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How to Make a Pattern Copier for Your Lathe

Lathe pattern copiers are expensive and are not manufactured for many wood lathes. Pattern copiers are used to make copies of turned spindles from an original. Here’s how to build your own.

You will need a segment of 1/2″ aluminum tubing as long as your lathe bed or a bit longer to make your lathe pattern copier. You will also want some 1/8” thick aluminum sheeting or you can get some aluminum cookie sheets. Acquire a box of 10-40 bolts 1 1/2″ long and a wing nut and washer for every bolt. Acquire a second box of 10-40 bolts 1” long with nylon-lined lock nuts for every bolt. You will need (4) 3” corner braces with screws,Guest Posting as well. The remainder of the parts for your lathe pattern copier can be made out of any scrap planks you may have laying around the shop.

The design of this lathe pattern copier incorporates multiple feeler “fingers” suspended behind the lathe along the aluminum pipe. These fingers are adjusted to match the exact depth of the cuts in your original turned spindle. When you place a new spindle blank on the lathe, all of the lathe pattern copier fingers you adjusted will be laying on top of the blank. As you cut into the blank, prepare yourself to end cutting as soon as the fingers relating to that cut fall down and through the cut.

Make two, vertical support posts about 6” taller than the top of the largest spindle blank you can turn on that lathe. Note the outside diameter of the aluminum pipe and drill a hole of that measurement near the top of each support post. Screw down the posts (using the corner braces) on the table immediately behind the lathe. Insert the pipe through both holes to make sure it fits. This will help locate the aluminum fingers of your lathe pattern copier so that they can reach the spindle you are turning.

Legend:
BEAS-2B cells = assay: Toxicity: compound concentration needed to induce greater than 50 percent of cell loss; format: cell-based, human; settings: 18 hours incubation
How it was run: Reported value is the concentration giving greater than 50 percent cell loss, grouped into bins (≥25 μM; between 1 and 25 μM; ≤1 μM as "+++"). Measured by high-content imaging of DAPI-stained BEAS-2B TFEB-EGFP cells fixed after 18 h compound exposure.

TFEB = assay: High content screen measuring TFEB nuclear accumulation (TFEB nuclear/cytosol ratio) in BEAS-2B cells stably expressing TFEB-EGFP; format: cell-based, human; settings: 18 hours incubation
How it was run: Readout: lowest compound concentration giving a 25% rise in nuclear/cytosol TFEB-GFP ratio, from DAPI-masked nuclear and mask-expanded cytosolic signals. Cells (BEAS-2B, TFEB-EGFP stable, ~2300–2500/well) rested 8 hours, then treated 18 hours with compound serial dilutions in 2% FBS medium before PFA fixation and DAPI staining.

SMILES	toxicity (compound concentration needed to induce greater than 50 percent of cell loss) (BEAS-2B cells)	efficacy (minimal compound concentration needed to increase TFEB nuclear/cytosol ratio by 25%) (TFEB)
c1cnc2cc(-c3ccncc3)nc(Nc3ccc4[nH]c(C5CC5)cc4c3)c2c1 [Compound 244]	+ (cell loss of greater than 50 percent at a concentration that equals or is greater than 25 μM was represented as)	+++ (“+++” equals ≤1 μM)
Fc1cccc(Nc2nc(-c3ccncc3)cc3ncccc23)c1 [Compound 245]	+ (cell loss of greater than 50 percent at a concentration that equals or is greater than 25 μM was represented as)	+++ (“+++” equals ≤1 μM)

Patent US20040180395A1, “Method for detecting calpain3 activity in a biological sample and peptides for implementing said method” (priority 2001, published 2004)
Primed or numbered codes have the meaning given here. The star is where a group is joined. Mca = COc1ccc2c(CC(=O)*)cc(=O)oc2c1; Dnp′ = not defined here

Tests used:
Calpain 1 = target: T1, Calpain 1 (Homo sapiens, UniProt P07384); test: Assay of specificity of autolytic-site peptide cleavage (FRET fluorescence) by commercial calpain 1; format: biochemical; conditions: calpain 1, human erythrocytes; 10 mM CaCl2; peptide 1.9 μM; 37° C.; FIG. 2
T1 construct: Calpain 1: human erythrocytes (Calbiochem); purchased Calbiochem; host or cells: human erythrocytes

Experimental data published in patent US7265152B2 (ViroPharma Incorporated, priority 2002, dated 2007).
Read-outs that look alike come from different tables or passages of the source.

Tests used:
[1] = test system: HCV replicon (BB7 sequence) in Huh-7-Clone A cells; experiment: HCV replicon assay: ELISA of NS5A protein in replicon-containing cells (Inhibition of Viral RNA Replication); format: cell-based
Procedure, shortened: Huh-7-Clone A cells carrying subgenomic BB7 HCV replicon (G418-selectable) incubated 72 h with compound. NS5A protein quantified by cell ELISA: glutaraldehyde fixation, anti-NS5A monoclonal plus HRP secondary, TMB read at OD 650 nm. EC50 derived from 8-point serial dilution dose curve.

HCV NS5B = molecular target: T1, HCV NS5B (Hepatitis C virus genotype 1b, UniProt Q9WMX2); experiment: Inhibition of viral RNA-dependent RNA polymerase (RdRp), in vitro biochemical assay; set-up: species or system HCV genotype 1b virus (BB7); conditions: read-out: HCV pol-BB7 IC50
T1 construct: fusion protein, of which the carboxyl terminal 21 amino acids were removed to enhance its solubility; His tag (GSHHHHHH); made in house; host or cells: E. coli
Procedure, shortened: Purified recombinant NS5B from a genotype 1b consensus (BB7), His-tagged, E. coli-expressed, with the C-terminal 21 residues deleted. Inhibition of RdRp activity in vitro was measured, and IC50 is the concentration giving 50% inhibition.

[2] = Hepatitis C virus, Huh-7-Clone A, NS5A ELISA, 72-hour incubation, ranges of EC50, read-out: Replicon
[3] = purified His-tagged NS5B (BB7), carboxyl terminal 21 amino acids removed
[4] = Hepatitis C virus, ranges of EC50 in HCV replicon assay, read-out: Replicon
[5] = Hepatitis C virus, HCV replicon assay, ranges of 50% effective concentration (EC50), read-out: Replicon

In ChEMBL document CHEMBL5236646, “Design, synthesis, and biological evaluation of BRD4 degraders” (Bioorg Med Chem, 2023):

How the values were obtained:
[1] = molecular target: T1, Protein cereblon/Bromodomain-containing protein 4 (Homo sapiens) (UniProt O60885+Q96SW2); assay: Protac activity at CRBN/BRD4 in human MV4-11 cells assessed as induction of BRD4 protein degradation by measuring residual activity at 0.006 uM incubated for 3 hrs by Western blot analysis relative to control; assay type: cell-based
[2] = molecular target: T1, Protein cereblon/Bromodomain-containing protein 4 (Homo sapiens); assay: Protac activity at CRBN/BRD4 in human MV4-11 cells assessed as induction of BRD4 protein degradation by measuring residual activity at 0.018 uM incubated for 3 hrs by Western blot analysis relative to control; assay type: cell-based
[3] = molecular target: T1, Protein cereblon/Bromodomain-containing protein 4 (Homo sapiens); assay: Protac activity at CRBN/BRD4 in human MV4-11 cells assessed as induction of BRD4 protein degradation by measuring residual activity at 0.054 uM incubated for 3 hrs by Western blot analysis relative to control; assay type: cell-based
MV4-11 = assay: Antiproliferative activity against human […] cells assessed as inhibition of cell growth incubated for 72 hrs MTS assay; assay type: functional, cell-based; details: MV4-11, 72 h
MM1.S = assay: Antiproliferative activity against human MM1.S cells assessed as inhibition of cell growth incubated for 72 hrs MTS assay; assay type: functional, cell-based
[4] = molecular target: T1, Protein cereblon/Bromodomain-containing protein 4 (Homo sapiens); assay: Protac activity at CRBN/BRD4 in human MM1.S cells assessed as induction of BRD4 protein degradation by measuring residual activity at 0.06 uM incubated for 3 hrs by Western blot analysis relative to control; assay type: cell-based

Make a quantity of wood blocks 3/4″ x 1 1/4” x 6” long. Bore a pipe-sized hole in one end of each of them through the 3/4″ thickness. With the blocks lying flat, cut through from the end into the hole with a 1/8” table saw blade. With the blocks standing on edge, bore completely through each block between the hole and the end of the block. Use a drill diameter slightly larger that the shaft diameter of the 10-40 bolts. Insert one 1 1/4″ 10-40 bolt through the hole you just bored and place a wing nut and washer on the end. The plan is that the wooden blocks will slip onto the pipe and the bolts and wing nuts will hold them in place by closing up the 1/8” cut you made on the table saw. 1/4 screw diameter


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